This monastery, like the rest, was disestablished and secularized by the State in 1834, and King Ferdinand, the consort of the Queen of Portugal, and a first cousin of Queen Victoria and Prince Albert, bought the building for conversion into a royal palace, as it remains to-day, and here he lived the latter , years of his life with his second wife, the ex-opera-dancer, the Countess of Edla. Ferdinand altered his palace, in many eases with very doubtful taste, Moorish and German baronial features being liberally grafted on to the Manueline edifice, with the result that the whole building when seen closely is a pretentious muddle, saved from contempt by some of its ancient portions, and by its sublime situation.
The palace on the peak was soon lost to sight again on my climb upward, and the path led direct to the outer donjon of the Moorish strong-hold opening upon a narrow path cut along the face of the rock, and bordered on the outer side by a low stone wall. The view down over the steep, rocky slope, with the town of Cintra far below, and the plain limitless beyond, is very fine, and the walls that border the path are clothed with mosses and ferns.
To describe in detail this prodigious ruin would be impossible in any reasonable space. The summit of the crag consists of two separate peaks at some distance from each other, the higher one occupied by the main keep, “the royal tower,” and long battlemented walls reach from one point to the other, with bastions at intervals and massive square keeps at the salient angles. On all sides within the great enclosure formed by the battlements, covering the whole summit, remains of towers and buildings of various sorts are scattered, amid the dense growth of trees and brushwood that have intruded upon the space.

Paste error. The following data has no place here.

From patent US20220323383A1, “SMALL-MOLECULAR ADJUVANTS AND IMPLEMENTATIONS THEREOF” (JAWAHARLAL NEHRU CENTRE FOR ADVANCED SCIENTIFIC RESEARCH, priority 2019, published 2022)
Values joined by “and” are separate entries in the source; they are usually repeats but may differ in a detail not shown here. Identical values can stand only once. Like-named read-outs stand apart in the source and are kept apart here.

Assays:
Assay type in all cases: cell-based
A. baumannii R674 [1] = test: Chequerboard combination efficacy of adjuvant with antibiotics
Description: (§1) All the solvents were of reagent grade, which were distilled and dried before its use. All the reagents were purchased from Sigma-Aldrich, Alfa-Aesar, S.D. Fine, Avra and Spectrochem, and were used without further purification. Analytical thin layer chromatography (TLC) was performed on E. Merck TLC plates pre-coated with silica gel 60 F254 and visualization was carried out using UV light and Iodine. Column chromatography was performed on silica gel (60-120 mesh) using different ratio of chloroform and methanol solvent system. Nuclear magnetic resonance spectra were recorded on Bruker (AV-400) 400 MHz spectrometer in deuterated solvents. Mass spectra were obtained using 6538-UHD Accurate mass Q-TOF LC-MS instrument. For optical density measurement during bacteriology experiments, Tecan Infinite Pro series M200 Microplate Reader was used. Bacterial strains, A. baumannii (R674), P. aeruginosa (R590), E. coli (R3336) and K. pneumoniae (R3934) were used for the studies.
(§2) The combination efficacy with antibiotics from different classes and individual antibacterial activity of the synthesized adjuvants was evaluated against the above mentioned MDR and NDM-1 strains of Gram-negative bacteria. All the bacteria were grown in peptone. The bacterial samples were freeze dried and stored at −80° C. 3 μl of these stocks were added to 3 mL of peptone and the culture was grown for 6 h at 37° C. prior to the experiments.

The battlements, many of them built upon the rounded boulders that border the precipice and following the contour of the hill top, are strong and perfect still; and it needs but little imagination to people them again with the turbaned and mailed warriors, sheltered snugly behind them, watching for the advancing hosts of the Christian king, certain that, so long as Islam was true to itself, no force could take this stronghold of their race. The view over the battlements on all sides is tremendous. Just below the walls a Titanic scatter of boulders, varying in size from a few feet in diameter to the bulk of a cathedral, and then the descending folds of greenery, with the sunlit plains and clustering towns below; and there on the west, seemingly almost at the foot, a long stretch of breaker-strewn beach, and the blue line of the sea. The view on the Cintra side is almost appalling, the drop from the battlements and boulders to the town being almost sheer, and on the southeast a great bay opens, and the mouth of the Tagus bounds the prospect.